Friday, September 25, 2009

Problems in Micah 4:5

I have been reading and re-reading the book of Micah for an upcoming sermon, and I came across something odd in the NIV version I was reading. Micah 4:5 (NIV) says, All the nations may walk in the name of their gods; we will walk in the name of the LORD our God for ever and ever. That seemed a little queer in light of the surrounding context of Micah 4; that God will set up his kingdom on earth at Jerusalem and will rule all the nations, all people turning to him for wisdom. Notice verse 2, Many nations will come and say, "Come, let us go up to the mountain of the LORD, to the house of the God of Jacob. He will teach us his ways, so that we may walk in his paths. The law will go out from Zion, the word of the LORD from Jerusalem.

So I looked at two other contemporary translations, the NASB and the ESV. Both of these said virtually the same thing. Though all the peoples walk Each in the name of his god, As for us, we will walk In the name of the LORD our God forever and ever (NASB). For all the peoples walk each in the name of its god, but we will walk in the name of the LORD our God forever and ever (ESV). All three contemporary versions seem to indicate that, despite being drawn to the wisdom of God, the people of foreign nations will still follow other gods. Further, there is not the slightest condemnation of this practice to be found within the immediate context.

So I looked at the Hebrew. Surprisingly, I interpreted the passage far different than the editors of these three acclaimed Bible versions. I read it as, "For all the people(s) shall walk, each in the name of their God, and (even?) we shall walk in the name of Yahweh, our God, forever and ever." The more natural reading of the words seems to indicate "for" and "and" conjunctions, not "though" and "but". Further, when "am" (people) is used, it usually signifies God's covenant people (Israel), not the nations or people in general, which are usually denoted as "goyim" (Gentiles). Which would lead to the translation "people" rather than "peoples".

To me, it seems that the context of the passage is making the point that all people would be drawn to God and the implication is that they would become his people. These people, not ethnic Israel, would be drawn to Israel, to God's holy mountain, and receive his instruction in faith. It leads me to speculate further, if these are not the brothers of the ruler of Bethlehem added to Israel in 5:3?

I was even more surprised when I found that the King James Version translates this passage almost the same way as I did. For all people will walk every one in the name of his God, and we will walk in the name of the LORD our God for ever and ever. I think this translation is the more accurate one, given the context.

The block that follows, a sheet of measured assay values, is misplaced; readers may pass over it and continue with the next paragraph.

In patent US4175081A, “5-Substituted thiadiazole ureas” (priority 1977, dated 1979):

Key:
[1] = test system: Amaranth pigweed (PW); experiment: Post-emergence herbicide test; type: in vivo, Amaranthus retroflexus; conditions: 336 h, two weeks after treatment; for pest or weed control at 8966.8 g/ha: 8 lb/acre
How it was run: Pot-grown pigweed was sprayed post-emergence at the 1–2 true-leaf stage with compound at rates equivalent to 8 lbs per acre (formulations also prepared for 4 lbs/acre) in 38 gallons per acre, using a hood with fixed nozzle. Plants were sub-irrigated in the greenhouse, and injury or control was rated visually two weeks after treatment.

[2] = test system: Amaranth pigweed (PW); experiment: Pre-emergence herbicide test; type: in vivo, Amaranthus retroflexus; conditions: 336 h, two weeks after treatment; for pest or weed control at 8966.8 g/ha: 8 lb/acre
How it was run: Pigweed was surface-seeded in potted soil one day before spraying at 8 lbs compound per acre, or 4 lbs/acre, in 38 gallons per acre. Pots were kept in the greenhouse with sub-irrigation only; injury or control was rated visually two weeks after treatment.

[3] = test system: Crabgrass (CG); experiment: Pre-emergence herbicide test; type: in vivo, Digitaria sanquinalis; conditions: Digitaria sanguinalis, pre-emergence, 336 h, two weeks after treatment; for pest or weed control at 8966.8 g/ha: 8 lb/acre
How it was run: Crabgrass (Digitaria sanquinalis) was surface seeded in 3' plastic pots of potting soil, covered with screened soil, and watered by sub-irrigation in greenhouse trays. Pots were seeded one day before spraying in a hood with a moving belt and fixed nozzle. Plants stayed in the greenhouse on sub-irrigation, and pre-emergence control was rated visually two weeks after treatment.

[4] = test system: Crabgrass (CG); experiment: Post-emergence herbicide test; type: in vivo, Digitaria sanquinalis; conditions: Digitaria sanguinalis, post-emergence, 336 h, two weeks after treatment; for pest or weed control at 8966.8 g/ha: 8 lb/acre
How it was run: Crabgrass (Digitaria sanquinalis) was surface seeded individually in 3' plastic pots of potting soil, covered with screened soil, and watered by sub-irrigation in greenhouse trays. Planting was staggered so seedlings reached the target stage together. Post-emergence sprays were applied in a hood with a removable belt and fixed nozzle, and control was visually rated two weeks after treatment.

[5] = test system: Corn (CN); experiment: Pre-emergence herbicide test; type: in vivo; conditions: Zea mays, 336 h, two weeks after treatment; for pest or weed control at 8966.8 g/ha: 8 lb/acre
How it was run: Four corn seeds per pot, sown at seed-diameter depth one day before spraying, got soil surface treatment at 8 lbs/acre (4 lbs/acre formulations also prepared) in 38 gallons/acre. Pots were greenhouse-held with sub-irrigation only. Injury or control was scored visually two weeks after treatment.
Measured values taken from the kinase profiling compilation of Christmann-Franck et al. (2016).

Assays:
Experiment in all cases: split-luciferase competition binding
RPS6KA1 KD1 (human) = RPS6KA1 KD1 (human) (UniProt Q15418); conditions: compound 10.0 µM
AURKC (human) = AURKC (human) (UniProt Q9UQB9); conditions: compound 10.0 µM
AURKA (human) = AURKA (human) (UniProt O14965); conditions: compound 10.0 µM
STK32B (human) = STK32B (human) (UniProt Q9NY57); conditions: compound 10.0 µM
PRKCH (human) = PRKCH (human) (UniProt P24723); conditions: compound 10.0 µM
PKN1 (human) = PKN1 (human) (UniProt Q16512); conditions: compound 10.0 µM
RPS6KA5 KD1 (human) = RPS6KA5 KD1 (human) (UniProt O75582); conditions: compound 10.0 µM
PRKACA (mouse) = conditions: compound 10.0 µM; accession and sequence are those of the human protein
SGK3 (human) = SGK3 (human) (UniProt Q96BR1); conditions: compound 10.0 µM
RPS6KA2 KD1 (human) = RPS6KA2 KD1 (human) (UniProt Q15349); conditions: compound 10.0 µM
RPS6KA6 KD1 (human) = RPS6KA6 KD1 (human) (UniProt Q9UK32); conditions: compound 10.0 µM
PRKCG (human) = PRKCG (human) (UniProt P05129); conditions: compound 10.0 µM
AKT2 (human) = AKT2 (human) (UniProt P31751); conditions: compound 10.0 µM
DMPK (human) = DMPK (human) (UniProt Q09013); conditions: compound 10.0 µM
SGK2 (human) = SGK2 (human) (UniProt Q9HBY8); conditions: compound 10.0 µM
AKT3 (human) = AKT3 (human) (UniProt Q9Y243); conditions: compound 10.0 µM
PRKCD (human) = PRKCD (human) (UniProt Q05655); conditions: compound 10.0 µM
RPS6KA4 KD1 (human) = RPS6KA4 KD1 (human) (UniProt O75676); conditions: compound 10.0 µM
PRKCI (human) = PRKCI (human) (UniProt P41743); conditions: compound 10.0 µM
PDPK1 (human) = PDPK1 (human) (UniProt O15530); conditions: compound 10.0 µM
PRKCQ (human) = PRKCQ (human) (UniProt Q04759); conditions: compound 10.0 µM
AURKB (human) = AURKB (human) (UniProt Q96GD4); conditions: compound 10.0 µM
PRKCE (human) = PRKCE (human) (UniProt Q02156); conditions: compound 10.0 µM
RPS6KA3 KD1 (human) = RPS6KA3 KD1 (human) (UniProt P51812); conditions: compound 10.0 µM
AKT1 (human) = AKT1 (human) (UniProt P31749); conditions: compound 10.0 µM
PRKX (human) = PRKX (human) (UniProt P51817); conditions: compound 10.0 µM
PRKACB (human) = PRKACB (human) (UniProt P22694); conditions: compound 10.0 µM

Rather than setting up contrast - those people do those things, but we do these - the passage seems to indicate a focusing or clarifying aspect - the people will do x, even y. For all the people will walk in the name of his God (the God who has instructed at Jerusalem), we will walk even in the name of Yahweh, our God (personal revealed name, clarifying which God), forever and ever.

I would be curious what others think about this section and its interpretation. Send me some comments.

1 comment:

J&B said...

"Indeed, all the peoples (plural) will walk, each man according to the name of their god, but we ourselves will walk according to the name of YHWH our God for all time."

Steve, this is a very difficult passage (at least for me) to translate. This passage in Mic 4 parallels Isa 2:2-8 in a lot of ways. Nations flowing to the mountain of the Lord, eventual peace among all nations, but then also the present reality that according to the naked eye, it's just not like that yet. Idols abound and man chooses his own way.

I'm not sure how strong of a correlation this is, but I was reminded of Heb 6 where the author mentions those who (in a NT context) have tasted and seen that the Lord is good and yet they fall away. We know that it is possible, at least now when sin abounds, that men and women might see the goodness and greatness of God, and yet because they are blind and deaf they will continue to follow their own gods. That's for now. There is a day coming, though, that there will only be worship of the one true God when he sets up his Kingdom here to stay. It seems to me that a good bit of the time when God is talking about "Zion" and the "mountain of the Lord", he is talking about a time not yet come.

Therefore, nations WILL stream to the mountain of the Lord and there WILL be those who stand before the throne from every tribe, tongue, and nation who will praise God (Rev 7:9), but there will also be representatives from every tribe, tongue, and nation who will be consigned to hell because of their rejection of the one true God and their desire to worship what they create.

I'd be interested to hear how your preaching goes on this text.

Blessings, brother,
Justin